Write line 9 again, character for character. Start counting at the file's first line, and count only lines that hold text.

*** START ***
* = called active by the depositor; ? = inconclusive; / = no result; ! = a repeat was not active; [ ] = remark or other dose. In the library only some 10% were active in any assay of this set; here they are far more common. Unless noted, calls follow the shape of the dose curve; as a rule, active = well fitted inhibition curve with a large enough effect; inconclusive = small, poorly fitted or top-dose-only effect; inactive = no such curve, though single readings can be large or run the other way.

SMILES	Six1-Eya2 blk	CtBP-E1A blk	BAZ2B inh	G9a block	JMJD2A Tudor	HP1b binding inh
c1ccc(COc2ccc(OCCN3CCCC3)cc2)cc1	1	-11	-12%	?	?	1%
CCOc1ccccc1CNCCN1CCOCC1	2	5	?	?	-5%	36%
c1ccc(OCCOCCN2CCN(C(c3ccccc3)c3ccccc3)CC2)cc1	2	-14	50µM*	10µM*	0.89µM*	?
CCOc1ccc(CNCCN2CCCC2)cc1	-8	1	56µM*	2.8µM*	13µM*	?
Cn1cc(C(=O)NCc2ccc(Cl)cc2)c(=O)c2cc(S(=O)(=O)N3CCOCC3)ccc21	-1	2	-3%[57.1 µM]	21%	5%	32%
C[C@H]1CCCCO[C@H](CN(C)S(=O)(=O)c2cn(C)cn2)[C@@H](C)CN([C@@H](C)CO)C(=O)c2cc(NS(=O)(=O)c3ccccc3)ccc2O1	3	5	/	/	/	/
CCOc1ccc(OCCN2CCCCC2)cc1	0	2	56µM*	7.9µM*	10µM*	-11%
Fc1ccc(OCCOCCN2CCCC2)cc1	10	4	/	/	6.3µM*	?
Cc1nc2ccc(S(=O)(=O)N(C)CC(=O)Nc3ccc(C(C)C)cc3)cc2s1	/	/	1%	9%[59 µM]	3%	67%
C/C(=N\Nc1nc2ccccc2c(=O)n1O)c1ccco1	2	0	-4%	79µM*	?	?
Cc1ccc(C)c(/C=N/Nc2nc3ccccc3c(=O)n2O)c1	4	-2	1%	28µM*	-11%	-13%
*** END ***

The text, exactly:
CCOc1ccc(OCCN2CCCCC2)cc1	0	2	56µM*	7.9µM*	10µM*	-11%